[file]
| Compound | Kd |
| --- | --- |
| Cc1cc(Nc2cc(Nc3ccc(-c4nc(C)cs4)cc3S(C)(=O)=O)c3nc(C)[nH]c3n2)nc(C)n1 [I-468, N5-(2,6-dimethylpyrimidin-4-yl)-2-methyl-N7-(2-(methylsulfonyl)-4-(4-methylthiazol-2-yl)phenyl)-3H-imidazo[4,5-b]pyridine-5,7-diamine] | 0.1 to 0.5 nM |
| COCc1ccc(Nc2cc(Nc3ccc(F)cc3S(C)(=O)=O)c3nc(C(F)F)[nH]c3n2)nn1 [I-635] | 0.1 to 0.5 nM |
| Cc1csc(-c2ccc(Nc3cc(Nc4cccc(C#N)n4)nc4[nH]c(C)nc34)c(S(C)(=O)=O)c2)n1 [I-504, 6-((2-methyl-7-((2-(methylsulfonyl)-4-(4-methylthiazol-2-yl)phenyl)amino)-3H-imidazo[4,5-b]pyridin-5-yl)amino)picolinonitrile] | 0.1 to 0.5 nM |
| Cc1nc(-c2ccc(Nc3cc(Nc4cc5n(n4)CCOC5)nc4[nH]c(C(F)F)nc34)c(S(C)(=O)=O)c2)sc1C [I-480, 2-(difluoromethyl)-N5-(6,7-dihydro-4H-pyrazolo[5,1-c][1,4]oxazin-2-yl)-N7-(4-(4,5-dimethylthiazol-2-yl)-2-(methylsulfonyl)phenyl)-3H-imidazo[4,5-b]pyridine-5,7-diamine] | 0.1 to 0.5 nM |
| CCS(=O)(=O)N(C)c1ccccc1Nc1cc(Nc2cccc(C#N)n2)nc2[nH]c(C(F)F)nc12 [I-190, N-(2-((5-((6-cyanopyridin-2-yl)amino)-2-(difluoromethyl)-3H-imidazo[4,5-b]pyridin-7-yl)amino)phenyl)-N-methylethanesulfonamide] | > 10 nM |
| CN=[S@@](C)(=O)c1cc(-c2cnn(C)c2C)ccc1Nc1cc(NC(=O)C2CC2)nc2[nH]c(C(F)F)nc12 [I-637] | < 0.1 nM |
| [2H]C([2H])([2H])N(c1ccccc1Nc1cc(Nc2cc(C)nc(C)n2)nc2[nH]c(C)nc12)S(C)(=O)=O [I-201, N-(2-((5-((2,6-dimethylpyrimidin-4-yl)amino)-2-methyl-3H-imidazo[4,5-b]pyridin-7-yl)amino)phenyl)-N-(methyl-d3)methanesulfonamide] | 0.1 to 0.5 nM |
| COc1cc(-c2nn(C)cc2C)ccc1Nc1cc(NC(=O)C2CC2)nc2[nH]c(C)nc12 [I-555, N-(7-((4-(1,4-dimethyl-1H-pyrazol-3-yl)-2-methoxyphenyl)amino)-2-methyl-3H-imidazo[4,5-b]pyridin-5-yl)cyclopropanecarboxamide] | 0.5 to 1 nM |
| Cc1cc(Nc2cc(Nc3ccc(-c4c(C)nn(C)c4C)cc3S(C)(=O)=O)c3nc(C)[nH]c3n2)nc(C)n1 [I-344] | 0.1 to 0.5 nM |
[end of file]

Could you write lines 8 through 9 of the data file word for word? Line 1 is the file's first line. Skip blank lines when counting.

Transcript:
| CN=[S@@](C)(=O)c1cc(-c2cnn(C)c2C)ccc1Nc1cc(NC(=O)C2CC2)nc2[nH]c(C(F)F)nc12 [I-637] | < 0.1 nM |
| [2H]C([2H])([2H])N(c1ccccc1Nc1cc(Nc2cc(C)nc(C)n2)nc2[nH]c(C)nc12)S(C)(=O)=O [I-201, N-(2-((5-((2,6-dimethylpyrimidin-4-yl)amino)-2-methyl-3H-imidazo[4,5-b]pyridin-7-yl)amino)phenyl)-N-(methyl-d3)methanesulfonamide] | 0.1 to 0.5 nM |